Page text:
In the little town of Manchester resides a couple with huge hearts. They share their beautiful yard with a bunch of bats, birds, and bees. Their labor of love is not only good for the environment, but delights and inspires other to do the same, if only on a smaller scale.
This year, Don Hieber, Manchester’s local bird aficionado, put out 126 nesting boxes for purple martins. He is believed to have the largest colony of purple martins in lower Michigan. Since purple martins are dependent on humans to provide nesting sites, his efforts are crucial to their population.
Don’s efforts attract interest from the local Audubon Society and countless passersby. In the spring and summer months, cars pull over to watch the aerial action as the iridescent winged birds build nests, hunt for food, and tend to their hatchlings. Some people bring blankets and have a picnic with their children while watching the show.
Don and Nancy don’t mind respectful spectators. A sign in their driveway reads: Bee Keepers & Bird Watchers Welcome ~ All Others No Trespassing.
“It all started twenty-five years ago when my wife and I got married,” Don told me. “Nancy gave me a metal purple martin house.”
“Ah! And then you were hooked!” I said, nodding my head.
“Not really. We didn’t get one bird.”
I thought he was kidding.
Don did some research and made four nesting boxes and hung them underneath the original house — and the birds started coming — and that’s when he got hooked. So far, his best year was when he had 83 pair of nesting purple martins. One hot, rainy day in August, he counted 240 adult and baby purple martins lined up on the wire outside their homes, enjoying the shower.
Don isn’t sure why some years he gets more purple martins than others, but noted a lot can happen to a bird when migrating from Michigan to Brazil every winter. Storms and extreme weather patterns can make for a perilous journey.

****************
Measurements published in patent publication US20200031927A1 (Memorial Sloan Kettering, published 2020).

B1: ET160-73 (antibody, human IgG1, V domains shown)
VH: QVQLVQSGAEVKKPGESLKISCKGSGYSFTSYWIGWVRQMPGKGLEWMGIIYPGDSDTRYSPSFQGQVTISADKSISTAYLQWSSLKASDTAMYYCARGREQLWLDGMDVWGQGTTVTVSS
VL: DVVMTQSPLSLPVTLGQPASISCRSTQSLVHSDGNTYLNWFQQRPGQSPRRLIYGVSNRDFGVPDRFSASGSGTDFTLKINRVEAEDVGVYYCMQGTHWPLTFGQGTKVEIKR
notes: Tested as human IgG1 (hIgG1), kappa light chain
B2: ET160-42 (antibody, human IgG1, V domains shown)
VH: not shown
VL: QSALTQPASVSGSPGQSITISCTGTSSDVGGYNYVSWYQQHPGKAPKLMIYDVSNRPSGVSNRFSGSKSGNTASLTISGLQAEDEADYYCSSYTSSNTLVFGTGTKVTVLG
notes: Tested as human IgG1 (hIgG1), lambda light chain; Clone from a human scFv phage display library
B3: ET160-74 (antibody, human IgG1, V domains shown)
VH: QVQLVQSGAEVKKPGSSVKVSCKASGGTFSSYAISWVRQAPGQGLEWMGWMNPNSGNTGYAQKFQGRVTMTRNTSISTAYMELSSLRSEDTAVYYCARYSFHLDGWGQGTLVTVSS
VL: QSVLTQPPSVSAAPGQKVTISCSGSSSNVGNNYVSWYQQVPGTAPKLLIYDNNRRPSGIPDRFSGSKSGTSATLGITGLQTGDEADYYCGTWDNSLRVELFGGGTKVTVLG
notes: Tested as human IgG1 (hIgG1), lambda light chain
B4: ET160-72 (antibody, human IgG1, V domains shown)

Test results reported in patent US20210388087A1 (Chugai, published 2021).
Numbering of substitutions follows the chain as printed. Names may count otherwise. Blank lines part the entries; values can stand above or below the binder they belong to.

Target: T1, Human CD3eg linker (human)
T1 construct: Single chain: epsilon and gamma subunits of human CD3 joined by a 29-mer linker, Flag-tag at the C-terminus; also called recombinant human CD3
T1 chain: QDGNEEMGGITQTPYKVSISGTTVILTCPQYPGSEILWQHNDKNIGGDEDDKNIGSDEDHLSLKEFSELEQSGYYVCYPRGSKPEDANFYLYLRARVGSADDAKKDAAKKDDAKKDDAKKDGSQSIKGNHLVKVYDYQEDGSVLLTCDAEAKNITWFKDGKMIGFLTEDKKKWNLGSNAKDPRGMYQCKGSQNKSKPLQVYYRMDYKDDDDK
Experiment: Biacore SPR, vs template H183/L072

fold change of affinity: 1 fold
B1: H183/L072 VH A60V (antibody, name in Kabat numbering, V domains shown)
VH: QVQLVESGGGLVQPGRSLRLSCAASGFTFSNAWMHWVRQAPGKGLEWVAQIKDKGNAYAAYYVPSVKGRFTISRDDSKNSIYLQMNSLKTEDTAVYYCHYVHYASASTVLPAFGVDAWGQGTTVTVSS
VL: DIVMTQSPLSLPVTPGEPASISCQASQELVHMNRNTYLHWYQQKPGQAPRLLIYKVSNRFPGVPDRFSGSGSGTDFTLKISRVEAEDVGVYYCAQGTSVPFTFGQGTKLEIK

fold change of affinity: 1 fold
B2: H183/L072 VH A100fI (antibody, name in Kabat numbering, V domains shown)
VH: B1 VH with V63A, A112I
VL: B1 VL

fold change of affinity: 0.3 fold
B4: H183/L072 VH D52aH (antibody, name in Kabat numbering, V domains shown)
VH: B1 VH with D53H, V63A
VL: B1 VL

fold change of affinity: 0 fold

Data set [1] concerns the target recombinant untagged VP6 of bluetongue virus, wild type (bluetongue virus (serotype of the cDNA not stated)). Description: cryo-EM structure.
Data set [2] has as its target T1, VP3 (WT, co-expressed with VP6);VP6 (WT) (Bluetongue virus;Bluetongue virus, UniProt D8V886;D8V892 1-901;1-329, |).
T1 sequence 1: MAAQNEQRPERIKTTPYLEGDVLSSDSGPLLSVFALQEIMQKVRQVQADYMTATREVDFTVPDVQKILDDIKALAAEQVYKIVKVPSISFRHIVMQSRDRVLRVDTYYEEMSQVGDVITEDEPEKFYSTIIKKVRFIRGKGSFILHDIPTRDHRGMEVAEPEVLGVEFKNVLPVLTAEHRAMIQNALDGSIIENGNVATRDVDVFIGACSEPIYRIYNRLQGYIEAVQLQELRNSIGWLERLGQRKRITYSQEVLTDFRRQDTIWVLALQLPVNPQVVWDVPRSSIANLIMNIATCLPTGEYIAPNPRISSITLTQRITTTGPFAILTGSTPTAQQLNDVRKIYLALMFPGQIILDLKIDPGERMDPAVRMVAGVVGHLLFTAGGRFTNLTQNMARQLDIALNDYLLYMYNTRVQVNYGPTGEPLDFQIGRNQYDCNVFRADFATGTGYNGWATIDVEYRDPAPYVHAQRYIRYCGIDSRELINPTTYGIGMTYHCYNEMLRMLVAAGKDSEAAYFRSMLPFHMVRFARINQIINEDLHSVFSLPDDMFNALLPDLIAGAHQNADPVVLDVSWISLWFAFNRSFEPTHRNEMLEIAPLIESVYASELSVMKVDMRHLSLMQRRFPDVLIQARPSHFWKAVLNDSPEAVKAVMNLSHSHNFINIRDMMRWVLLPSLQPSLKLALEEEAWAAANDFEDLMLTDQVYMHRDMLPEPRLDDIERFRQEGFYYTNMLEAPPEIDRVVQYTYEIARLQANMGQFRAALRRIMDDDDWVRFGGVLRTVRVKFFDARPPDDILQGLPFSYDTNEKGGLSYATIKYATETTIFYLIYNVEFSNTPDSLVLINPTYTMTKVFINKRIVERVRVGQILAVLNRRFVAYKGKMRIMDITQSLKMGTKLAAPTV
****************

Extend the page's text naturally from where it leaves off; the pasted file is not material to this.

When I asked Don if he thought the same individual birds come back to his yard every year, he didn’t hesitate. “I know they do. They return to where they were born.”
For years, birders were advised to have their purple martin houses out and up by April 15th. Don did that for a while, but in recent years, his houses went up April 1st. This year, Don spotted the first purple martin on April 9th.
Purple martins aren’t the Hieber’s only feathered friends. Nancy maintains several hummingbird and oriole feeders, and Don has at least 23 handmade bluebird houses sprinkled throughout their yard. “They all don’t have bluebirds,” he said. “There’s tree swallows in some of them.”
Since the tree swallows line their nests with feathers, Don and Nancy help them out. In the spring, they cut open down pillows collected from garage sales and scatter the feathers on the lawn. “This whole area will be white with feathers,” Don said, gesturing to a long swath of grass, “and the next day, there won’t be one feather on the ground.”
According to Don, purple martins eat 1.5 times their weight per day in bugs and insects. That’s a lot of mosquitos, right? Not so fast.
Don pointed out, “What time do the mosquitos come out? Dusk. What time do purple martins come in for the night? Dusk.”
It seems the bats residing in Don’s handmade bat houses take care of the mosquitos. Yes, add bats to the list of winged creatures flying around the Hieber homestead. And did I mention Don and Nancy are beekeepers, too? But that’s another story — coming soon!